Accusations that NSA was mining personal data of users of Google, Facebook, Skype and other U.S. companies prompted President Barack Obama to announce reforms in January to scale back the NSA programme and ban eavesdropping on the leaders of close friends and allies of the United States.

Threat to democracy

Berners-Lee said it was time for a communal decision as he warned that growing surveillance and censorship, in countries such as China, threatened the future of democracy.

"Are we going to continue on the road and just allow the governments to do more and more and more control - more and more surveillance?" he told BBC Radio on Wednesday.

"Or are we going to set up something like a Magna Carta for the world wide web and say, actually, now it's so important, so much part of our lives, that it becomes on a level with human rights?" he said, referring to the 1215 English charter.

The Magna Carta, signed between England's King John and feudal barons, regulated feudal customs and the justice system to "limit despotic behaviour by the king," according to the British Library. It is most famous for a clause that guarantees that no "free man" will be stripped of rights or property, imprisoned or exiled "except by the lawful judgment of his equals."

Greater oversight of spy agencies

While acknowledging the state needed the power to tackle criminals using the internet, Berners-Lee has called for greater oversight over spy agencies such Britain's GCHQ and the NSA, and over any organizations collecting data on private individuals.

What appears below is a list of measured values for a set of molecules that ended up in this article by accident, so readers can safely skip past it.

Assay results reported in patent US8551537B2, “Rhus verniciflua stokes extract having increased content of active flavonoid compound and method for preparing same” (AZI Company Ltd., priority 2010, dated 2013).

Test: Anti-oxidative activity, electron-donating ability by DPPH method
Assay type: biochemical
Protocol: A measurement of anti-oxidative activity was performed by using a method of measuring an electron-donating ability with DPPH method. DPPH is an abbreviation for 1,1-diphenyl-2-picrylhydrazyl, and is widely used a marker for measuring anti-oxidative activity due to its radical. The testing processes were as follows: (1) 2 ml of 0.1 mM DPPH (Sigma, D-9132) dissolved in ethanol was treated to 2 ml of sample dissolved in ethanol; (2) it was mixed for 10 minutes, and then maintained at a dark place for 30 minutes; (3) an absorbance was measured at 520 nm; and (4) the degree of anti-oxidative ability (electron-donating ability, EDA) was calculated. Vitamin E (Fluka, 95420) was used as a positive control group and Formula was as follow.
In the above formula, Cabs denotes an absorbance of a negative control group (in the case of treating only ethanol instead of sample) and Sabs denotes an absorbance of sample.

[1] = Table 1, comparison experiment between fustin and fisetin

He has previously spoken in support of Snowden, saying his actions were "in the public interest".

Berners-Lee and the World Wide Web Consortium, a global community with a mission to lead the web to its full potential, have launched a year of action for a campaign called the Web We Want, urging people to push for an Internet "bill of rights" for every country.

"Our rights are being infringed more and more on every side, and the danger is that we get used to it. So I want to use the 25th anniversary for us all to do that, to take the web back into our own hands and define the web we want for the next 25 years," he told the Guardian newspaper.


Disclaimer: Al Gore did not invent the internet.

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My first PC was a XT turbo with 1200 baud modem, 30 GB hard drive, 1 meg ram and amber monitor!

I then upgraded to a USR 9600 baud modem!

That's how I got "Heretic" - that's what I went by when the net started.

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My first PC was a XT turbo with 1200 baud modem, 30 GB hard drive, 1 meg ram and amber monitor!

I then upgraded to a USR 9600 baud modem!

That's how I got "Heretic" - that's what I went by when the net started.

My first computer was an IBM Aptiva, it was a 486SX50 I believe.

356 MB hard drive

4 MB RAM. I upgraded to 8, the 4 MB chip was like $300 bucks.

2800 baud modem

I remember using Prodigy to connect to the net since it came with the computer. Then I used Internet Direct. Those were the days. You would pay like $25 bucks a month for 4 hours of access. You could sit there and watch it redial for an hour sometimes because of busy signals.

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Neither did Tim Berners-Lee . It was a gradual process of evolution with many people playing major and minor parts. Pop culture likes to put one persons name on things though.

Agreed. Even though he did invent the World Wide Web, which is the form of internet we all use today, the internet existed in other forms prior to that. Al Gore didn't invent it (no one did, like you said) but he did have a hand in progressing it.